(8) Making a connection. To connect your computer to the bike, first connect the Serial Interface Unit to your computer using the USB cable. Next, connect the red and clear plugs on the Serial Interface Unit to their mates on the bike. Lastly, connect the Serial Interface Unit’s battery eyelets to your 12 volt battery. Be sure the file you want to use is open. Now you are ready to turn the power switch on the Serial Interface Unit to “ON.” Once you are ready, click “Data Write” on your computer. Note: The “Warn” switch is not used with the CRF450R and its position doesn’t matter.

   (9) Dialogue boxes. Dialogue boxes with menus will pop up. Click “OK” as they appear. It should only take a few seconds to write the data. When completed, turn the Serial Interface Unit’s power switch to “OFF” and disconnect the cables from the bike. Note: be sure to reconnect the fuel pump’s clear plug.

To write the data, a battery is required to energize the system.

   (10) Addendums. Here are some important things to know. Although the program will allow much greater adjustment, the manufacturer recommends only advancing or retarding the ignition four degrees up to 4900 rpm and two degrees above 5000. The recommendation for fuel/air mixture ratio is plus or minus seven percent.

   The first hundred units of the 2009 CRF450R PGM-FI Setting Tool may give the user a communication error the very first time he connects it to his bike. The error message reads “The ECU cannot be shifted to the data Transmission mode.” If this error occurs, follow these steps carefully:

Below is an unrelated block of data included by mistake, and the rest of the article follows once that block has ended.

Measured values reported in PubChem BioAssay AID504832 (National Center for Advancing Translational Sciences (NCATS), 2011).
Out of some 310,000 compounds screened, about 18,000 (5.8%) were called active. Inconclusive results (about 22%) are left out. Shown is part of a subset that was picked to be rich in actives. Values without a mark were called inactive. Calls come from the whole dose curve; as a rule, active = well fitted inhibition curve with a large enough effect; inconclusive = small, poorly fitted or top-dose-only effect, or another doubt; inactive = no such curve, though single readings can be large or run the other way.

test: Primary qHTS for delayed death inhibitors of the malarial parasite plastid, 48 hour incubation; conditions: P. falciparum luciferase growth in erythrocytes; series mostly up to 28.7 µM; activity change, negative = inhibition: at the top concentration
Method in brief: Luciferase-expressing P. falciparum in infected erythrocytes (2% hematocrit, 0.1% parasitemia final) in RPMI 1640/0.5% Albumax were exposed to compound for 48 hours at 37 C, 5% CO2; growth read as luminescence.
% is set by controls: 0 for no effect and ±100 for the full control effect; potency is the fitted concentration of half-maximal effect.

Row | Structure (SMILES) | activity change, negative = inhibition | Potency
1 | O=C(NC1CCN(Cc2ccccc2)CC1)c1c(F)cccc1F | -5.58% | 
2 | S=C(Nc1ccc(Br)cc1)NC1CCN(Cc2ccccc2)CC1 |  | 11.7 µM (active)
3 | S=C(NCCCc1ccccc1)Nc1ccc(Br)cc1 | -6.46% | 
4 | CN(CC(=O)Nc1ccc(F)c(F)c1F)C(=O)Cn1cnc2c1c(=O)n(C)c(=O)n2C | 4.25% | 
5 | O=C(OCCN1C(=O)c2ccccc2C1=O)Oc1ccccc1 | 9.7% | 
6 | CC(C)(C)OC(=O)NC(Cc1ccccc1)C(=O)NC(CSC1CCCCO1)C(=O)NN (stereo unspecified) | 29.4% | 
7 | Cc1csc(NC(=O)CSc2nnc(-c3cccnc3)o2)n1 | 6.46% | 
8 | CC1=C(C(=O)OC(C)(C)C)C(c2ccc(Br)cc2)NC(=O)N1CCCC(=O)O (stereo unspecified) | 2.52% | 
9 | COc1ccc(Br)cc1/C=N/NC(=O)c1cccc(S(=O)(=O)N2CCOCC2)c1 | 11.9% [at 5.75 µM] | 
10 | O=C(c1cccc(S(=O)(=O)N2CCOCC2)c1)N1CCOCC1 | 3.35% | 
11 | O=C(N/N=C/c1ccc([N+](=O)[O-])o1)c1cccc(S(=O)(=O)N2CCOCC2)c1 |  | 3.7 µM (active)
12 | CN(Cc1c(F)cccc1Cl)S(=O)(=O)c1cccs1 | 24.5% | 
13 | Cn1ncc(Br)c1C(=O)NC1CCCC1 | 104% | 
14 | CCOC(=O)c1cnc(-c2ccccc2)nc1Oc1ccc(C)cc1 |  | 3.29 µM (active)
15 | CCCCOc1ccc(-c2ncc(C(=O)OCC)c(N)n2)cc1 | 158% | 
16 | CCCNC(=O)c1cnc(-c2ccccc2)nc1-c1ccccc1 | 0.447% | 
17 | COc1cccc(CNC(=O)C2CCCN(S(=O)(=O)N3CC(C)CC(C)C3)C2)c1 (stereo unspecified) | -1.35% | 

(1) Turn the Serial-USB I/F unit power switch off.

   (2) Disconnect the USB cable from the computer.
   (3) Reconnect the USB cable.
   (4) Turn the unit power switch on. The second time you connect, the error should no longer occur.

   The PGM-FI Setting Tool comes with a fairly comprehensive manual for the software and the driver on the CD.

   You can also retrieve the curve off another CRF450R by hooking the PGM-FI unit up to the loaner bike and clicking “Data Read” to retrieve the ECU’s current setting data.

   What Do We think? With the exception of a map where we retarded the ignition at very low rpm settings to take some of the bark out of the bottom, we never really found a map (and we tried a lot of them…and HRC sent us some extra ones) that we thought was an overall improvement. We could change the powerband, but never make it better overall. And, we could never get more power above 8500 rpm (which is where we wanted it). The best to improve the power on the 2009 CRF450 is with an exhaust system. A pipe can move the peak power up by as much a 1000 rpm.


Comments are closed.